Clubs in Northwest, Manchester?

Are there any clubs or societies in the Northwest, around Manchester area
which gives people advice on using the various engineering tools such as
lathes, milling machines etc plus hands on experience?
Reply to
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There are a few clubs around the manchester area, but I don't think any of them are likely to give you hands-on experience with lathes & millers unless you can persuade one of the members to give you some personal tuition on their own (or your) machines. There's a "club afternoon" at Acrington College that might be a better bet:
Reply to
Tony Jeffree
I lashed out £1200 on a second-hand Myford Super 7 3.5"x19" lathe recently and regretted it as soon as the vendor had gone, after bringing it to my workshop. There is no rust, but the slides are extremely stiff. The saddle moves comparatively freely away from the headstock, but very stiff and rough towards it. The small gear reversing the handwheel drive, which meshes with the rack is badly worn, as is the bush on which it turns. I have loosened the gib strips, scraped various small dings out of the bed and cleaned out a lot of swarf here and there, but the movements are too stiff to allow me to use the machine at all reasonably. Using the lead-screw to turn a long item would be out of the question.
1) Do you agree that I have been sold a pup?
2) Is the machine a heap of scrap metal or is it repairable?
3) If the answer to Q2 is "repairable," can anyone here recommend someone to do the work?
Please give me your opinions. I got a Super7, after losing my ML7 in my workshop fire, hoping to have a better machine and am very disappointed with my purchase. Help, someone!
Reply to
Mr G H Ireland
All the parts for the lathe are available from Myfords if you have the part numbers, it's a relatively easy job to replace the bushes and gears. If you don't have a manual they can be downloaded at my site
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No, you may need to spend a few quid on bits though.
Easily repairable.
If your in the North West I can do it for you, or show you how to, contact me by email if you like.
-- Steve Blackmore
Reply to
Steve Blackmore
The gears and bushes in the apron are easily replaceable and quite cheap from Myfords. Note that there is an oil way in the apron casting which connects with the bush. If a previous has replaced the bush and not run a drill down through the oilway/bush and then cleaned the bush out with a reamer then the life of the bush and shaft will be very short. While replacing the bush and gear I would take the saddle off the bed and inspect things to see what is causing the stiffness. It should be obvious either by being hard to remove or by showing wear marks. Could be a bit of trapped swarf or one of the shims having been allowed to twist around during a previous reassembly.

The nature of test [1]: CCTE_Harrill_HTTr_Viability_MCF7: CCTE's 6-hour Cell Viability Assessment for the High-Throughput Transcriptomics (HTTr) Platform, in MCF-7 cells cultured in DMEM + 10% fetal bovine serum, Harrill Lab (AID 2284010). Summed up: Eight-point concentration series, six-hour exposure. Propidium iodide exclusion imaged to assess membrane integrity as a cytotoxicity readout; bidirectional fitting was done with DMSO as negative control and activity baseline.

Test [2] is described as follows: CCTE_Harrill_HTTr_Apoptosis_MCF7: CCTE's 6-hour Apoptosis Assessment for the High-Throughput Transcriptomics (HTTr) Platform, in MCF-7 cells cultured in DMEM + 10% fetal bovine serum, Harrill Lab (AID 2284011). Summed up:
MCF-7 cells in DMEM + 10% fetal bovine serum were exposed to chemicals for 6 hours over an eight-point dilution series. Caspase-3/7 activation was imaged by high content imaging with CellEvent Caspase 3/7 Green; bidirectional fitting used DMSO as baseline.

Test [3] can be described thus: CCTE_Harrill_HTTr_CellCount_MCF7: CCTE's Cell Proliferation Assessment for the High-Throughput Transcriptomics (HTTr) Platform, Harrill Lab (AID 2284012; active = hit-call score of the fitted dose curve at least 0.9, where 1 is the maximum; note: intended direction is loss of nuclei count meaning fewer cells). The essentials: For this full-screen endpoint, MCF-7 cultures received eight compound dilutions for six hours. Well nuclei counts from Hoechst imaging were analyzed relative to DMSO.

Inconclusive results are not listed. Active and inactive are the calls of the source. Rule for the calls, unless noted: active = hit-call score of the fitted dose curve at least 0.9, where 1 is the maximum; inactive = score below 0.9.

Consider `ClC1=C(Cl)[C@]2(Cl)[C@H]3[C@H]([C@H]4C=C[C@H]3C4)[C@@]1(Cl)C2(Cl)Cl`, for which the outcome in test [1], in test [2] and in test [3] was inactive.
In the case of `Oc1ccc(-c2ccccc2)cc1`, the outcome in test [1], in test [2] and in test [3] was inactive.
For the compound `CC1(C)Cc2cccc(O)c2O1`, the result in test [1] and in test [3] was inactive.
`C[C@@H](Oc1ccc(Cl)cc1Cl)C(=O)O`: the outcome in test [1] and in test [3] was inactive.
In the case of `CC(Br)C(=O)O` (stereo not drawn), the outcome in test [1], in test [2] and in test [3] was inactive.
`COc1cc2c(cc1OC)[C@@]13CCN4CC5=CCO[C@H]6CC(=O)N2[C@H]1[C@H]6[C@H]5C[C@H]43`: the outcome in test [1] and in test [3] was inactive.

There should be nothing which cannot be fixed fairly simply, although a sharp rap across the knuckles of the seller is still an option.
Whereabouts are you based?
regards Mark Rand RTFM
Reply to
Mark Rand
Sounds great! I an sending an email as you suggest. I am in South Manchester. REgards, G.H.Ireland.
Reply to
Mr G H Ireland
Sorry to use more bandwidth. I accidentally deleted Mr. Blackmore's reply to my appeal for help. Would it be possible for you, Mr. B., to re-post it? G.H.Ireland
Reply to
Mr G H Ireland
Manchester. The stiffness could be due to trapped swarf, a slipped shim as you suggest, or congealed grease. I am now optimistic that I shall have a working machine after some more work.
The apron gearbox was full of swarf instead of oil!
Thank you for your helpful reply. G.H.Ireland
Reply to
Mr G H Ireland
** My lathe problems. **
Mr. Steve Blackmore was extremely helpful. The gritty movement was due to swarf in the apron gearbox instead of oil. The cluster gear had been worn, but this was nt causing themain problem.Foreign metal had damaged the surface of the cluster gear spindle and its bearing bush. I took it to pieces as SB suggested, with some difficulty and found when I tried to rotate it in its bearing, that it was extremely tight, not loose and sloppy a I had expected. The slop that I noted was due to the gearbox itself not being fixed in place. Its fixing screws had become slack.
With some trepidation, I put the cluster gear in the drill chuck, wrapped a strip of 400 'wet&dry' round its shaft for a second of two whilst rotating it and found when I reassembled it, after cleaning off some tiny burrs in the bearing bush, that it rotates freely.. All being well, I now expect that the machine will eventually work again, after a lot of cleaning and adjusting.
Thank you for your good advice.
G.H.Ireland,(ex) G3CCL.
Reply to
Mr G H Ireland

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